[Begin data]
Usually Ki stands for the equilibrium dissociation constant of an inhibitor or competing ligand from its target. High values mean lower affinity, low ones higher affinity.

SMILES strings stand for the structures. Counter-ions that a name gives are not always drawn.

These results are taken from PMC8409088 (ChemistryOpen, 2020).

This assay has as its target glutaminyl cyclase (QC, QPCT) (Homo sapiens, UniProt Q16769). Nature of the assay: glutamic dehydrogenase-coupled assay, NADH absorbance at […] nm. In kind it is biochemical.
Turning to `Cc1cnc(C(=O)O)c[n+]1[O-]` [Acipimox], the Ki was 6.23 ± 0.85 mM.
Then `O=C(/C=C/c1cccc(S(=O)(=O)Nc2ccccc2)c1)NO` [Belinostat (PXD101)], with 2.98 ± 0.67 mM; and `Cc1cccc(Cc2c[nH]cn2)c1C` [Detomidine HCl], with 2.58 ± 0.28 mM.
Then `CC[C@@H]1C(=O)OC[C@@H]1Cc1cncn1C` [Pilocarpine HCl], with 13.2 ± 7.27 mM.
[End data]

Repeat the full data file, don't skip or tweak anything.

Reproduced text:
Usually Ki stands for the equilibrium dissociation constant of an inhibitor or competing ligand from its target. High values mean lower affinity, low ones higher affinity.

SMILES strings stand for the structures. Counter-ions that a name gives are not always drawn.

These results are taken from PMC8409088 (ChemistryOpen, 2020).

This assay has as its target glutaminyl cyclase (QC, QPCT) (Homo sapiens, UniProt Q16769). Nature of the assay: glutamic dehydrogenase-coupled assay, NADH absorbance at […] nm. In kind it is biochemical.
Turning to `Cc1cnc(C(=O)O)c[n+]1[O-]` [Acipimox], the Ki was 6.23 ± 0.85 mM.
Then `O=C(/C=C/c1cccc(S(=O)(=O)Nc2ccccc2)c1)NO` [Belinostat (PXD101)], with 2.98 ± 0.67 mM; and `Cc1cccc(Cc2c[nH]cn2)c1C` [Detomidine HCl], with 2.58 ± 0.28 mM.
Then `CC[C@@H]1C(=O)OC[C@@H]1Cc1cncn1C` [Pilocarpine HCl], with 13.2 ± 7.27 mM.